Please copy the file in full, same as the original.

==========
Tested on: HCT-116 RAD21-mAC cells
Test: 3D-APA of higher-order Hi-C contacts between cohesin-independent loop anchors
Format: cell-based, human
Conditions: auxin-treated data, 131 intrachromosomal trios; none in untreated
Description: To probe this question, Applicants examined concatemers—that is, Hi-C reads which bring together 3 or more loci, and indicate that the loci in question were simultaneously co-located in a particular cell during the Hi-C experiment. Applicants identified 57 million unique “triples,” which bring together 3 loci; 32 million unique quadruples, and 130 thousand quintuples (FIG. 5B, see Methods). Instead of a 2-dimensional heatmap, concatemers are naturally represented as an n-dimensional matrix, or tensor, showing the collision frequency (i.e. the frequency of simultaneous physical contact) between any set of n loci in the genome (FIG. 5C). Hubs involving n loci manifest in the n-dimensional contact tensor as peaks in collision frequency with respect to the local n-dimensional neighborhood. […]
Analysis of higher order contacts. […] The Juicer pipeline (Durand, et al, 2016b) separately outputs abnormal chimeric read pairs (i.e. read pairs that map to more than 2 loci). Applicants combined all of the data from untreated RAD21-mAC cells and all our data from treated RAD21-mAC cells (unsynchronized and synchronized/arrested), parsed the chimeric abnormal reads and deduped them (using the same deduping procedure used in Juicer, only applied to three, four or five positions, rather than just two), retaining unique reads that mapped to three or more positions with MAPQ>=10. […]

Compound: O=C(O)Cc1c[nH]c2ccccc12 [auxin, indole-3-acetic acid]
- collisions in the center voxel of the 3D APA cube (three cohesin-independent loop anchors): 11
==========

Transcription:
Tested on: HCT-116 RAD21-mAC cells
Test: 3D-APA of higher-order Hi-C contacts between cohesin-independent loop anchors
Format: cell-based, human
Conditions: auxin-treated data, 131 intrachromosomal trios; none in untreated
Description: To probe this question, Applicants examined concatemers—that is, Hi-C reads which bring together 3 or more loci, and indicate that the loci in question were simultaneously co-located in a particular cell during the Hi-C experiment. Applicants identified 57 million unique “triples,” which bring together 3 loci; 32 million unique quadruples, and 130 thousand quintuples (FIG. 5B, see Methods). Instead of a 2-dimensional heatmap, concatemers are naturally represented as an n-dimensional matrix, or tensor, showing the collision frequency (i.e. the frequency of simultaneous physical contact) between any set of n loci in the genome (FIG. 5C). Hubs involving n loci manifest in the n-dimensional contact tensor as peaks in collision frequency with respect to the local n-dimensional neighborhood. […]
Analysis of higher order contacts. […] The Juicer pipeline (Durand, et al, 2016b) separately outputs abnormal chimeric read pairs (i.e. read pairs that map to more than 2 loci). Applicants combined all of the data from untreated RAD21-mAC cells and all our data from treated RAD21-mAC cells (unsynchronized and synchronized/arrested), parsed the chimeric abnormal reads and deduped them (using the same deduping procedure used in Juicer, only applied to three, four or five positions, rather than just two), retaining unique reads that mapped to three or more positions with MAPQ>=10. […]

Compound: O=C(O)Cc1c[nH]c2ccccc12 [auxin, indole-3-acetic acid]
- collisions in the center voxel of the 3D APA cube (three cohesin-independent loop anchors): 11